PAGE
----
Research connects energy drinks with sleep issues
POSTED 26 Jan 2024 . BY Kath Hudson
Energy drinks have been linked with sleep issues Credit: Shutterstock/Holiday.Photo.Top
Norwegian study of students showed energy drinks interrupt sleep
Those who regularly drink energy drinks sleep an average of 30 minutes less each night
The results showed a negative impact on both getting to sleep and staying asleep
There is little difference between how males and females respond to energy drink consumption
The consumption of energy drinks – even just one a month – has a negative impact on sleep according to a Norwegian study of students in higher education.

The research, Energy drink consumption and sleep parameters in college and university students: a national cross-sectional study, was reported in the BMJ. Researchers concluded the frequency of energy drink consumption was associated with sleep duration and sleep efficiency. A direct association was also found with the frequency of energy drink consumption and negative sleep patterns, such as problems getting to sleep and interrupted sleep.

Both men and women who consumed energy drinks daily slept around 30 minutes less each night compared to those who seldom or never drank them. Increasing consumption of energy drinks were associated with a corresponding increase in nocturnal wake time and time spent falling asleep.

The prevalence of insomnia was 51 per cent among those women who consume the drinks daily, compared with 33 per cent among women who seldom or never drink them. While it was 37 per cent and 22 per cent for men.

There may be multiple reasons why energy drink consumption impacts sleep. One reason is the high caffeine content: around 150mg per litre. According to a review by the Norwegian Scientific Committee for Food and Environment, a young adult with an average weight of 70kg would be at risk of sleep disturbance when drinking more than 98mg of caffeine a day, which is approximately 300ml of energy drink.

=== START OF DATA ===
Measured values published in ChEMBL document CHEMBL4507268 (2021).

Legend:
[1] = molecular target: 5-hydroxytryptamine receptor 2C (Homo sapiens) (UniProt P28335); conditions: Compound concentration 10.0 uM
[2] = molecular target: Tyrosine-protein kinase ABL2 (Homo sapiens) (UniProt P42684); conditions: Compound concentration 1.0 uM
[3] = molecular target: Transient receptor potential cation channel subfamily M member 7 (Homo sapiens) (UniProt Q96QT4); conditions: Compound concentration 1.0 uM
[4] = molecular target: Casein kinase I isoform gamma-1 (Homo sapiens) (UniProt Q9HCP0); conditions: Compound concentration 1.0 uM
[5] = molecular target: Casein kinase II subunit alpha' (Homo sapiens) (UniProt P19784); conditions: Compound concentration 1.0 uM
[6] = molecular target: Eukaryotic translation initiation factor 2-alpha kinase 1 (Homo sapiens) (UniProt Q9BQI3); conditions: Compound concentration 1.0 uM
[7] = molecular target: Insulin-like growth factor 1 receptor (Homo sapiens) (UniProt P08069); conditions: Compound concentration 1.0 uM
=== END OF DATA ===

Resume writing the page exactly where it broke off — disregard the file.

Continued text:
The research used data from the 2022 Students’ Health and Wellbeing Study which questioned more than 53,000 students aged between 18 and 35. Among the participants, 4.7 per cent of the males and 3.3 per cent of the females reported consuming energy drinks daily.

Researchers acknowledge that reverse causality could also explain the association: people who sleep badly might be more likely to use energy drinks to mitigate their tiredness. Also researchers did not know what time of day the drinks had been consumed.

There was a modest response rate of 35.1 per cent and limited information about participants other than age and gender. Other factors which impact sleep – including physical activity levels, stress and alcohol consumption – were not taken into account and as participants self-reported there is likely to be recall bias.

Liz Terry, editor of HCM said: "Health club operators are increasingly selling caffeine-based energy drinks to members, however, with the growing trend towards wellness and a recognition of the importance of sleep health, doing so is becoming increasingly untenable."